Restrictive planning regulations are not only outlawing the building of the kind of streets we most love today, they are also banishing thousands of city residents to an unhealthy life of car dependency, argues traffic engineer and planning consultant Steven Burgess.
Burgess, principal of Brisbane-based transport and planning consultancy MRCagney, told the participants of the Making Cities Liveable 2014 conference recently that a traffic engineer’s job should be trying to help people lead fulfilling lives without using cars. But car-centric planning has reached such an extreme that whole suburbs are being designed with the car in mind more than the wellbeing of their residents.
The result of road-focussed planning is evident in places like Werribee on Melbourne’s far south-western fringe, where residents rely on cars to work, shop and study.
“It’s not a community,” Burgess said. “It’s a storage lot where you put people overnight when you’re not using them.”
The source of the planning gap
The problem comes from a hierarchy of streets, designed by “old-fashioned” traffic engineers a long time ago, and followed closely during the planning approval process. That hierarchy dictates street design codes purely according to how many cars are expected to use them, Burgess said.
Beyond a certain threshold, typically 3000 car movements per day but varying according to the council, a range of restrictions set in. Cars can no longer back onto the street, for example, so developments have to have a large setback to allow cars to turn around and come out forwards.
These planning codes mean new housing estates are often designed to have no streets with that car volume, just a lot of smaller streets that empty onto major arterial roads.
But this has caused us to accidentally ban the “in-between streets” that many people love today – the kind packed with shop-fronts and shop-top flats.
The streets we love
As part of his research, Burgess asked a group of university students to survey Brisbane residents on what their favourite streets were. All of them fitted into the category of having 3000 to 10,000 vehicle movements. These streets that everyone loves would not be possible to build today.
He gave a number of global examples, one of them being West End in London, which “grew up mixed use” with no government money thrown at planning it. It is a walking distance from the city, contains a mix of ultra-expensive and ultra-cheap apartments, and has $2 shops sitting alongside “$200-a-plate restaurants”.
“It’s a really diverse and interesting place, it has a great main street,” Burgess said. “If someone went to build that now the Brisbane City Council wouldn’t let you build it because it doesn’t meet the street code for a major collector.”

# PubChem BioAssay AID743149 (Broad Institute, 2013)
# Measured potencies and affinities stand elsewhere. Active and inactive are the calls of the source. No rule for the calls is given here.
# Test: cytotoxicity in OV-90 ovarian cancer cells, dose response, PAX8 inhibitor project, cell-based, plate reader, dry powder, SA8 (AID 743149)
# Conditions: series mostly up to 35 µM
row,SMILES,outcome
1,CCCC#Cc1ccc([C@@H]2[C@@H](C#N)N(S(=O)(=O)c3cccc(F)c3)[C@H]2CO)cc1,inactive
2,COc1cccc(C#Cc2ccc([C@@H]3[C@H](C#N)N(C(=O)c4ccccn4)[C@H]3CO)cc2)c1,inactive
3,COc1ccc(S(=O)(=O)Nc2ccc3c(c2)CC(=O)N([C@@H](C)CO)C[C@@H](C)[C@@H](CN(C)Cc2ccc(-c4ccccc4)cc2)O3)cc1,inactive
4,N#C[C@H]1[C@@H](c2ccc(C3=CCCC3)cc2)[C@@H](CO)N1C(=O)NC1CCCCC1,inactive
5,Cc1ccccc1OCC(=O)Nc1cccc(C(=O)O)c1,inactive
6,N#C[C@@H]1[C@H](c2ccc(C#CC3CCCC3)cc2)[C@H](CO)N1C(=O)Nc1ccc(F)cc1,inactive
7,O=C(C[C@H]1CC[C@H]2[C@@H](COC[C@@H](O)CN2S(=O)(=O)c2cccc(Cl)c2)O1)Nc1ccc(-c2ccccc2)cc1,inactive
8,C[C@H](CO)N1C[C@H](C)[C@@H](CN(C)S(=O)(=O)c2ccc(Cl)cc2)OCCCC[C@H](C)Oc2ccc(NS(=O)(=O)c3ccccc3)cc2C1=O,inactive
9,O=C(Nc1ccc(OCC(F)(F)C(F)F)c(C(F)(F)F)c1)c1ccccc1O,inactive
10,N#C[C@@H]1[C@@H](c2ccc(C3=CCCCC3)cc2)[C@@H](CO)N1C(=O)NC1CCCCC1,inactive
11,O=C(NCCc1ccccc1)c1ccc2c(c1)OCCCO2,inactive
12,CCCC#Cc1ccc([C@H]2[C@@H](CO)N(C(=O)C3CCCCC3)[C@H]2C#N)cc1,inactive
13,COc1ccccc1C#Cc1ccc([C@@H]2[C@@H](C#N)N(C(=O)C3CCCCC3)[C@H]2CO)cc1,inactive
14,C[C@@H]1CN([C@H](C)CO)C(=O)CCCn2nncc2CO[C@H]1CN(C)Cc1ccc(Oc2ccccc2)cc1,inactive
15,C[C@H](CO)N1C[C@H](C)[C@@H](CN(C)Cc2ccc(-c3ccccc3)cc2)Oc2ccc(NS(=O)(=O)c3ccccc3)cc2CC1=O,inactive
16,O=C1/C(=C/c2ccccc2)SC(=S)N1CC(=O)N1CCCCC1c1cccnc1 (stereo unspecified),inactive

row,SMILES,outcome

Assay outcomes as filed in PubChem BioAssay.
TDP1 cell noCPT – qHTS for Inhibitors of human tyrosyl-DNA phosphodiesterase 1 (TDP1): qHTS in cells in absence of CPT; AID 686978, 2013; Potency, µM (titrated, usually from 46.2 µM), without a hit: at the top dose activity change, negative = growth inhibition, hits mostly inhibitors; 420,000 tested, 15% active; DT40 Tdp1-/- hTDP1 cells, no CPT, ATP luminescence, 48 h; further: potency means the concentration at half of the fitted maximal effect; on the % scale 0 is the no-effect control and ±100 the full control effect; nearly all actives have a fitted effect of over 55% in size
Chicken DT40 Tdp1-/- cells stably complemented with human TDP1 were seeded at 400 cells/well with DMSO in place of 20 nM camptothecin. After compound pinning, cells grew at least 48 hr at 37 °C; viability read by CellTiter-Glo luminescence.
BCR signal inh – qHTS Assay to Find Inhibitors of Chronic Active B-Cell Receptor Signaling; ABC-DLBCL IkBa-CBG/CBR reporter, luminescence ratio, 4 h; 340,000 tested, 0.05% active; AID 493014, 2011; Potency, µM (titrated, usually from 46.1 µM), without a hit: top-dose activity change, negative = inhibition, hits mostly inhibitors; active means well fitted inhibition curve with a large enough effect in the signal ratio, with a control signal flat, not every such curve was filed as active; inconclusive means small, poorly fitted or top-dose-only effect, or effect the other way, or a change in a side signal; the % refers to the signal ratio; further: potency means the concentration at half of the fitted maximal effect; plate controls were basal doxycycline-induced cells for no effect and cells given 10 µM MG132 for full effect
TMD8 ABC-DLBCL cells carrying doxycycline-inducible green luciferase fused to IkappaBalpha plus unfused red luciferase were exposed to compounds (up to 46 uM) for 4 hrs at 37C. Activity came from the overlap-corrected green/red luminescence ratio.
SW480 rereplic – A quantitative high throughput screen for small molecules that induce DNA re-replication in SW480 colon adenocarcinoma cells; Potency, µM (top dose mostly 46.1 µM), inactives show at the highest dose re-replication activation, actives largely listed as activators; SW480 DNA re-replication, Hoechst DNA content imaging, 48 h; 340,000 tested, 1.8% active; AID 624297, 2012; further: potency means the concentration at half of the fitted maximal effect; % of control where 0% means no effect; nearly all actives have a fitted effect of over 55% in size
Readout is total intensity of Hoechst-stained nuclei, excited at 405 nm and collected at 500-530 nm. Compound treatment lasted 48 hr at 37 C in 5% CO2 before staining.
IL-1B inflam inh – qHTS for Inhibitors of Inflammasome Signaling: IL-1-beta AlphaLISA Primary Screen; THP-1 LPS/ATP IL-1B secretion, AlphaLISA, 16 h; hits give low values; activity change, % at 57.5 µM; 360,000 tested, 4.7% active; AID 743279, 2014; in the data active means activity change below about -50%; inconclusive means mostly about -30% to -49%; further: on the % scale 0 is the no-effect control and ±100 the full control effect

Public spaces are either designed for people to move or for people to exchange, Burgess said – whether this is exchanging goods, ideas, beers or kisses. But there is now too much emphasis on the movement side of this equation, in particular, the movement of cars.
The streets we love most were built before the current planning regime, and often before the popularisation of the car, Burgess said. From the perspective of a planner today, they were designed in reverse. Streets were built narrow and shopfronts were crammed
together which, despite causing traffic congestion, made them a better place for the people that used them who were on foot.
Pedestrians could see the shops across the road and “cross-like browns cows”, giving traders access to far more people. Shade was maximised with shop awnings, and there was very little dead space. These are the kinds of streets people take photos of, Burgess said.
Shopping centre developers know that walkers and cycles more readily distribute their money, and that’s why shoppers park at a distance and walk past shops to get to key places, he said. Foot traffic is good for the local economy.
Still, in new districts, streets are built wide with plenty of parking, meaning pedestrians can’t see the shops across the street and can only cross at widely-spaced crossings. Historically there was no point for traders to face the street so internalised shopping malls were built.
So why do we keep building them?
People living in car-dependent suburbs suffer higher health costs, have higher rates of depression and higher rates of type-two diabetes, Burgess said.
Inner city councils claim to value pedestrians, but they’re closed to pedestrian-friendly developments, Burgess said.
For example, imagine a developer going to an inner city council and proposing to convert some disused industrial sheds into seven or eight two-storey or three-storey townhouses.
Offering a family living on the edge of the CBD, the developer would not provide car spaces, and so would not submit a traffic impact assessment. But the developer, who is confident of being able to sell these townhouses, might offer to do up the footpaths on the entire street and fix up the local bus stop.
“If I was that developer and went into a pre-lodgement at your council, how would I go?” he said.
“They would laugh in my face. They would say, Steve, you bloody idiot.”
But these are the kinds of developments cities need. Cars, in Burgess’ opinion, should be like boats and helicopters.
“If you really like them and you can afford one and you can accept the risk of using one, then get one,” he says. “The car is not the enemy. It’s us forcing people to use them that’s the problem.”
About the author: Ben Hurley is a freelance property and construction industry journalist for major mastheads including the Australian Financial Review, Property Australia and BRW magazine.